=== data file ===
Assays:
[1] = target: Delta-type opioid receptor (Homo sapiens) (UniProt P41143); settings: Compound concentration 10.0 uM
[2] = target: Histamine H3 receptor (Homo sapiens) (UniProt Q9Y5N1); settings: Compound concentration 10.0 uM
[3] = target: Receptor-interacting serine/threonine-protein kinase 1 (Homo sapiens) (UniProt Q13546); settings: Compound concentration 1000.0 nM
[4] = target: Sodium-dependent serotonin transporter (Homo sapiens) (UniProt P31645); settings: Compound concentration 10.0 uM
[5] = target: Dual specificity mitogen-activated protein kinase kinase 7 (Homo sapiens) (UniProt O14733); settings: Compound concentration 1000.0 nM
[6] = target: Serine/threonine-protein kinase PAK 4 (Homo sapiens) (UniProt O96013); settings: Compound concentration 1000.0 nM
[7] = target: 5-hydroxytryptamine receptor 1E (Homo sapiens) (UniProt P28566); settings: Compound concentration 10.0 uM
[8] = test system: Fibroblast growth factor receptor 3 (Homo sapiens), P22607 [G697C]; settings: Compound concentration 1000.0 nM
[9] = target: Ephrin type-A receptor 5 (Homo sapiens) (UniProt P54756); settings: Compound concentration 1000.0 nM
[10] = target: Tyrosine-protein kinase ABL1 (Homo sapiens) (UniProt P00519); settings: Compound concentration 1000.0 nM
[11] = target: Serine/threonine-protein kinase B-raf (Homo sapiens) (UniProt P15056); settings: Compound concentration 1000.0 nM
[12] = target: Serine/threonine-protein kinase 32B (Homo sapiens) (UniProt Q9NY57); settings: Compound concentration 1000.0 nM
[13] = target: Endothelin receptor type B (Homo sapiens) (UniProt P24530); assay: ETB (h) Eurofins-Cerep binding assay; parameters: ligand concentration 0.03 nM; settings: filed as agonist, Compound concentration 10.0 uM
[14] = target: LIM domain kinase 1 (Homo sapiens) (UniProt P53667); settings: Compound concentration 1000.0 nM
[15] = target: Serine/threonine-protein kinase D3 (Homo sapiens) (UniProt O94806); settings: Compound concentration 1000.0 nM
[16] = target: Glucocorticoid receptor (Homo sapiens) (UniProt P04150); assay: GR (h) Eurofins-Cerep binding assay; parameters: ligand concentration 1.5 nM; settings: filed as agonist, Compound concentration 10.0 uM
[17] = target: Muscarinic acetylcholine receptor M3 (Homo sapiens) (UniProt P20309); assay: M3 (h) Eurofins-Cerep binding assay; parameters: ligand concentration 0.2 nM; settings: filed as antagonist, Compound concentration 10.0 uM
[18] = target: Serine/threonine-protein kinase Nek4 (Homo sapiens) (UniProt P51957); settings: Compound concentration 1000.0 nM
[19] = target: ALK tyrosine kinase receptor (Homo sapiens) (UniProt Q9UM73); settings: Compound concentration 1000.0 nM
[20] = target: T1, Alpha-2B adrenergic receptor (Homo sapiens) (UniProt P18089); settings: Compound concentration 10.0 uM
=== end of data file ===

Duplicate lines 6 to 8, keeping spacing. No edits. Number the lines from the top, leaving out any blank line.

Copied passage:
[5] = target: Dual specificity mitogen-activated protein kinase kinase 7 (Homo sapiens) (UniProt O14733); settings: Compound concentration 1000.0 nM
[6] = target: Serine/threonine-protein kinase PAK 4 (Homo sapiens) (UniProt O96013); settings: Compound concentration 1000.0 nM
[7] = target: 5-hydroxytryptamine receptor 1E (Homo sapiens) (UniProt P28566); settings: Compound concentration 10.0 uM